The duo rank 13th and 14th in the Big Ten in passing, McCaffrey is 13th. They bring way more run to the table right now than pass, obviously. McCaffrey, brother of NFL star running back Christian McCaffrey, had 122 yards rushing and two touchdowns last week against Illinois, running it 26 times. He also threw three interceptions. Martinez threw for a smidge over 2,600 yards as a true freshman in 2018 and a smidge under 2,000 last season. Combined, the duo has two TD passes this season (one each) and six interceptions.

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Wan’Dale Robinson is Nebraska’s leading receiver (21 catches for 152 yards) and third leading rusher, a highly touted sophomore who can play running back and slot receiver. Kade Warner also is one of the Cornhuskers receivers. He’s the son of Cedar Rapids native and NFL Hall of Famer Kurt Warner.

“I’m sure they’re going to be a determined football team,” said Iowa Coach Kirk Ferentz. “We’re not sure which quarterback we’ll see. I do know this: they’re both extremely dangerous. That’s going to be a tough, tough preparation for our defensive football team.”

Nebraska defense

Nebraska runs a 3-4 defense, which Ferentz said provides a unique preparation challenge for his offense. Nebraska’s defensive coordinator is Erik Chinander, a former Iowa player.

The Cornhuskers D has not had a good last two weeks, that’s for sure. It gave up over 500 yards two weeks ago to Penn State, though Nebraska was able to hang on to a big halftime lead and win, 30-23. Illinois put up 41 points on it last week in a 41-23 loss, including 285 yards rushing.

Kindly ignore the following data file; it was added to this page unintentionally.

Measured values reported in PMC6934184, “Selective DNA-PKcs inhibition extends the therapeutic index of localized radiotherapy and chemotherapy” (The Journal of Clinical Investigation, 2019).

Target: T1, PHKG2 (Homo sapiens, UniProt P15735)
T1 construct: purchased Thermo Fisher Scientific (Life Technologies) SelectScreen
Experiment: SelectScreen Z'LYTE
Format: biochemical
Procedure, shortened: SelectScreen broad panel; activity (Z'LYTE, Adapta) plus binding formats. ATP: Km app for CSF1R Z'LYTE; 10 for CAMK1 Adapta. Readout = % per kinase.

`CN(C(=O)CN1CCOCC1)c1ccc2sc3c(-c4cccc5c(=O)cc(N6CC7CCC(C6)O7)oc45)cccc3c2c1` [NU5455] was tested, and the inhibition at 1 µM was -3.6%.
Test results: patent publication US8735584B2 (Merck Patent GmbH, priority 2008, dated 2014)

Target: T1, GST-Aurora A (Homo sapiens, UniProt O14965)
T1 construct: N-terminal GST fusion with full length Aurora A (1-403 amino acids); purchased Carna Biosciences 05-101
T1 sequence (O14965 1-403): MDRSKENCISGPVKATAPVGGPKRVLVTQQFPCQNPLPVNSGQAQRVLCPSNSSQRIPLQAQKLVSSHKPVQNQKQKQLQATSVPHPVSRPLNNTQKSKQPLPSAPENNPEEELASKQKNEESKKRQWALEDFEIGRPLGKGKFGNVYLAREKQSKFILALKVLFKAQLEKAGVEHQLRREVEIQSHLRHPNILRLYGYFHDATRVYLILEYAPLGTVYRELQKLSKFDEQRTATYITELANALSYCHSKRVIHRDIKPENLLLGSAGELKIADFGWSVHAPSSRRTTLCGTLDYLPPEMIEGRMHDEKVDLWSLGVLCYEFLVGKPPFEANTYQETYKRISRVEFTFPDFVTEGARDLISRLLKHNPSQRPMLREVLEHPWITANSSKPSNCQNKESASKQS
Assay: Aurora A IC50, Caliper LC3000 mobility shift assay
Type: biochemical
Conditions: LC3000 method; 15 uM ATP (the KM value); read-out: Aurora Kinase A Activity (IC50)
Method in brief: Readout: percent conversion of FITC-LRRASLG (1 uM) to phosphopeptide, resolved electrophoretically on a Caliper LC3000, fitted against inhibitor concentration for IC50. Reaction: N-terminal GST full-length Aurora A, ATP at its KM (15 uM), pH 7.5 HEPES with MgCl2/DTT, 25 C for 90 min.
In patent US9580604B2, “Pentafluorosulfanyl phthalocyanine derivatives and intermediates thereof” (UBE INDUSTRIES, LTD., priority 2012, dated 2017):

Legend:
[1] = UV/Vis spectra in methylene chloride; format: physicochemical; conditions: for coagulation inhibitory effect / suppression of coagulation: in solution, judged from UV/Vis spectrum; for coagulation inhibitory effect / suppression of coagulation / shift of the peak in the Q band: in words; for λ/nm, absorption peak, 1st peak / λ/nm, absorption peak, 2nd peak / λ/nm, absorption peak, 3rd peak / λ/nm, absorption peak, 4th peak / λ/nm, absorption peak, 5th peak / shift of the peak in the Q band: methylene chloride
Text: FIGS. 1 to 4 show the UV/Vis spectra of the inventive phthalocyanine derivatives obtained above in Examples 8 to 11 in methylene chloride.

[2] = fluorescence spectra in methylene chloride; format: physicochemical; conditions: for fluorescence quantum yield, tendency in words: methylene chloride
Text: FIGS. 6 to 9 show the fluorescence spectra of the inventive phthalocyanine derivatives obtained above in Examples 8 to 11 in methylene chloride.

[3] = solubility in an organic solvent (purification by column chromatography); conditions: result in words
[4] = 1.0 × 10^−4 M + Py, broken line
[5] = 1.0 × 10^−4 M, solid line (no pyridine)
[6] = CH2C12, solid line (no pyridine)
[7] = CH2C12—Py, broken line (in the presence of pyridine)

Statistically, Nebraska’s run defense is worse than every other team in the Big Ten, sans Maryland. The Huskers allow 223.3 yards per game.

Nebraska lost starting inside linebacker Collin Miller last week with a season-ending neck injury that saw him have to be taken from the field via paramedic stretcher.

Final thoughts

Iowa has won six of the last nine games between these rivals, including the last five. The Hawkeyes had to have last-second field goals to win the last two encounters, though, including Duncan’s memorable 48-yarder with one second left last year at Lincoln, 27-24.

Coach Scott Frost was supposed to turn his alma mater back into a national power again, but, thus far, that hasn’t happened, as he is 10-18 in his third season.

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These teams come on completely opposite ends of the momentum spectrum. Iowa lost two close games to Purdue and Northwestern to begin this truncated season but has rebounded with three impressive wins since, over Michigan State, Minnesota and Penn State. Nebraska lost to Ohio State and Northwestern to start this season, seemed to be on the verge of turning things around with a win over Penn State two weeks ago but took a huge step back last week against Illinois.

The effort from the Cornhuskers undoubtedly will be vastly superior from last week, it’s hard to imagine their leaky defense and uneven offense improving enough to get a win here. Iowa retains the Heroes Trophy.

Prediction — Iowa 38, Nebraska 20

Comments: (319) 398-8259; jeff.johnson@thegazette.com